What Does This Rejection Mean for Eli Lilly?
In the extremely competitive world of Big Pharma, companies have to be careful to keep all of their ducks in neat little rows. I have made no secret of the fact that I believe Lilly struggles in that regard, and yesterday's surprising announcement that the FDA rejected empagliflozin over manufacturing issues at a plant owned and operated by its partner Boehringer Ingelheim doesn't help matters.
The FDA most often rejects new drug applications due to concerns that efficacy has not been adequately substantiated, the drug in question is not safe, or there is not a sufficient trade-off between risk and benefit. A lesser known, but still important, part of the process is that the facility in which the new drug is to be made must be in compliance with FDA rules.
It is that latter point that has tripped up Lilly. Lilly announced on Wednesday morning that the FDA had rejected its application for a new SGLT-2 inhibitor called empagliflozin due to cited deficiencies at the Boehringer Ingelheim plant where the drug is to be manufactured. BI and Lilly became partners in diabetes drug development back in 2011, with BI combining its R&D and manufacturing abilities with Lilly's marketing muscle in the diabetes space.
A BI representative later indicated that the company has responded to the previously identified issues at the plant and that an FDA reinspection was under way. Assuming that the FDA is satisfied with the response, that rejection should be reversed but it will likely take at least six months for the full inspection process to end and for the agency to reconsider the submission.
Time to market matters
With Lilly/BI's challenges, Johnson & Johnson and AstraZeneca stand to benefit at least a little bit. Johnson & Johnson is nearing the one-year anniversary for the approval of its SGLT-2 drug Invokana and the drug leads the nascent space for SGLT-2 inhibitors. AstraZeneca, which got approval for Farxiga about two months ago (January 8, 2014) has actually since its new drug tracking ahead of Invokana in these very early days of the launch.
Branded drugs may have useful commercial lives of 10 to 15 years, if not longer, so does a six-month delay really matter? In the case of diabetes medications the answer may well be yes. Diabetes is not like depression, where patients will often cycle through multiple drugs before settling on one that works, and doctors and patients tend to stick with what works.
By being the third to arrive at the table, Lilly has a bigger challenge ahead in convincing doctors to switch their patients to its SGLT-2 drug. One factor that should play in Lilly's favor, though, is the ability to sell combo-drugs - combinations of empagliflozin and metformin and empagliflozin and BI's DPP-IV inhibitor Tradjenta - that Johnson & Johnson cannot match.
Ultimately the rejection of empagliflozin is likely to be a temporary glitch - BI will almost certainly get the manufacturing issues resolved, the FDA will reverse its decision and approve the drug, and everyone will go on their merry way. But it may well prove to be a headwind that has some permanent repercussions on the drug's peak sales.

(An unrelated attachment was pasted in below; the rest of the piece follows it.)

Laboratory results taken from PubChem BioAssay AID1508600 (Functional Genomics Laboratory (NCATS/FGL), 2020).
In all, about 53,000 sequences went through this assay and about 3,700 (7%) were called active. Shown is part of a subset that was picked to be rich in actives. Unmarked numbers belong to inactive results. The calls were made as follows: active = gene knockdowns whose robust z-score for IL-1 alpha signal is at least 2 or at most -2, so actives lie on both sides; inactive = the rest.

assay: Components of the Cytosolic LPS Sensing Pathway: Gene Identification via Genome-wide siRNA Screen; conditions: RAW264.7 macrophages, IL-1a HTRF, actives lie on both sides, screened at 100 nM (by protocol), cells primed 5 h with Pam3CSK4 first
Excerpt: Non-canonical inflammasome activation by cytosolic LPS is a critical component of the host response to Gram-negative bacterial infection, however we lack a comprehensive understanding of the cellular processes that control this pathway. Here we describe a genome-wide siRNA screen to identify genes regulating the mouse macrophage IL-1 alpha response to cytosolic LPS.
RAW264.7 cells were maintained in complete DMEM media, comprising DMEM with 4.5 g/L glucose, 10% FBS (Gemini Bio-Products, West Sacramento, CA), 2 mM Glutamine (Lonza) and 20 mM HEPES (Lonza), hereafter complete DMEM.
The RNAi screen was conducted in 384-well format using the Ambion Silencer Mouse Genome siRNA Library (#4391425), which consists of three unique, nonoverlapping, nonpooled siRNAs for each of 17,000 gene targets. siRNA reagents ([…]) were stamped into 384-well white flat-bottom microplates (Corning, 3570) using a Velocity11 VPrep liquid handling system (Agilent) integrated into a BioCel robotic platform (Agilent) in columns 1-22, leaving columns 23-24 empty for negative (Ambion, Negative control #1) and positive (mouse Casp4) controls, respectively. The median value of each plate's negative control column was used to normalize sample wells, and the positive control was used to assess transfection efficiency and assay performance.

Not all bad news
The rejection of empagliflozin may have come as a negative surprise, but the company has had some recent positive news on the diabetes front. The company's AWARD-6 non-inferiority study comparing Lilly/BI's dulaglutide (a long-acting GLP-1 agonist) to Novo Nordisk's once-daily Victoza did achieve its goal of non-inferiority in HbA1c reduction at 26 weeks, with no untoward or new safety issues.
Non-inferiority may sound like weak tea, but it's actually a pretty significant achievement. AstraZeneca's once-weekly GLP-1 agonist Bydureeon was not able to show equivalent efficacy to Victoza and, combined with some administration issues with Bydureon, Novo Nordisk has been able to maintain leading (approximately two-thirds) market share, despite the fact that Victoza users must inject it every day.
With dulaglutide showing better efficacy and offering once-weekly administration (not to mention the possibility of drug and insulin combos with other Lilly products), Lilly has a chance to gain some business here before Novo Nordisk gets its own long-acting version on the market (likely not until 2017, given pivotal data on long-acting semaglutide is expected in early 2016).
The Bottom Line
I don't want to beat up on Lilly all that much over this rejection. First, this is something that can and does happen to many drug companies. Second, it wasn't a Lilly facility that was the issue. Even so, it is another bump in the road for a company that has already given its shareholders a rough ride. Although the AWARD-6 data is far more positive for Lilly than the empagliflozin news is negative, I still am not all that favorably disposed toward Lilly at this time.
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The article What Does This Rejection Mean for Eli Lilly? originally appeared on Fool.com.Stephen D. Simpson, CFA has no position in any stocks mentioned. The Motley Fool recommends Johnson & Johnson. The Motley Fool owns shares of Johnson & Johnson. Try any of our Foolish newsletter services free for 30 days. We Fools may not all hold the same opinions, but we all believe that considering a diverse range of insights makes us better investors. The Motley Fool has a disclosure policy.
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